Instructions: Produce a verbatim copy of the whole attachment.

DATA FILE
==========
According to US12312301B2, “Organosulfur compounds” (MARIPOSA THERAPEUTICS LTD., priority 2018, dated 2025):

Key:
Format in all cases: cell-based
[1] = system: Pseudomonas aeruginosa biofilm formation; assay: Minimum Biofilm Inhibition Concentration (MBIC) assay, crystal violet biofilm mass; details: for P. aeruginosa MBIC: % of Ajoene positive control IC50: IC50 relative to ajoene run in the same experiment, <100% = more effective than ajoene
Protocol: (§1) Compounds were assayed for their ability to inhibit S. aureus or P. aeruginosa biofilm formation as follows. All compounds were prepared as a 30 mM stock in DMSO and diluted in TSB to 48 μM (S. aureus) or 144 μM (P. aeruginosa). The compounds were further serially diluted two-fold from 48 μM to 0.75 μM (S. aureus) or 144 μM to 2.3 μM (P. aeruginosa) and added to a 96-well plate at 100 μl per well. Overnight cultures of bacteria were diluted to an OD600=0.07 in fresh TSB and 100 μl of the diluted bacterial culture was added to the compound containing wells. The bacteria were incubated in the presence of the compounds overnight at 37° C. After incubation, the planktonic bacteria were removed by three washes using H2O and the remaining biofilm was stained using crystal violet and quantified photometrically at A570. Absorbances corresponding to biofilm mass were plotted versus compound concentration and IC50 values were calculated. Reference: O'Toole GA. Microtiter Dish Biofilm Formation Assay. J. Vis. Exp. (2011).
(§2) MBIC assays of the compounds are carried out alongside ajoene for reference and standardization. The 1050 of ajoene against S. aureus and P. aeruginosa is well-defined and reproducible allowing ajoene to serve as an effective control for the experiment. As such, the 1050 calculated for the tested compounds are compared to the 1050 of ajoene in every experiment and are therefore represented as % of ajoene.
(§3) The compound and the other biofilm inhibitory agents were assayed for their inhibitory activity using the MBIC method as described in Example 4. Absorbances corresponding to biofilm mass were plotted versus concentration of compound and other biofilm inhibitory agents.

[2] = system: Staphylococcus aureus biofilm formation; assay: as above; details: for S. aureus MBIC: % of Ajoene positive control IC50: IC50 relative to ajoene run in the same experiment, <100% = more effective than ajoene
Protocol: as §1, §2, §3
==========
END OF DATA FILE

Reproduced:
According to US12312301B2, “Organosulfur compounds” (MARIPOSA THERAPEUTICS LTD., priority 2018, dated 2025):

Key:
Format in all cases: cell-based
[1] = system: Pseudomonas aeruginosa biofilm formation; assay: Minimum Biofilm Inhibition Concentration (MBIC) assay, crystal violet biofilm mass; details: for P. aeruginosa MBIC: % of Ajoene positive control IC50: IC50 relative to ajoene run in the same experiment, <100% = more effective than ajoene
Protocol: (§1) Compounds were assayed for their ability to inhibit S. aureus or P. aeruginosa biofilm formation as follows. All compounds were prepared as a 30 mM stock in DMSO and diluted in TSB to 48 μM (S. aureus) or 144 μM (P. aeruginosa). The compounds were further serially diluted two-fold from 48 μM to 0.75 μM (S. aureus) or 144 μM to 2.3 μM (P. aeruginosa) and added to a 96-well plate at 100 μl per well. Overnight cultures of bacteria were diluted to an OD600=0.07 in fresh TSB and 100 μl of the diluted bacterial culture was added to the compound containing wells. The bacteria were incubated in the presence of the compounds overnight at 37° C. After incubation, the planktonic bacteria were removed by three washes using H2O and the remaining biofilm was stained using crystal violet and quantified photometrically at A570. Absorbances corresponding to biofilm mass were plotted versus compound concentration and IC50 values were calculated. Reference: O'Toole GA. Microtiter Dish Biofilm Formation Assay. J. Vis. Exp. (2011).
(§2) MBIC assays of the compounds are carried out alongside ajoene for reference and standardization. The 1050 of ajoene against S. aureus and P. aeruginosa is well-defined and reproducible allowing ajoene to serve as an effective control for the experiment. As such, the 1050 calculated for the tested compounds are compared to the 1050 of ajoene in every experiment and are therefore represented as % of ajoene.
(§3) The compound and the other biofilm inhibitory agents were assayed for their inhibitory activity using the MBIC method as described in Example 4. Absorbances corresponding to biofilm mass were plotted versus concentration of compound and other biofilm inhibitory agents.

[2] = system: Staphylococcus aureus biofilm formation; assay: as above; details: for S. aureus MBIC: % of Ajoene positive control IC50: IC50 relative to ajoene run in the same experiment, <100% = more effective than ajoene
Protocol: as §1, §2, §3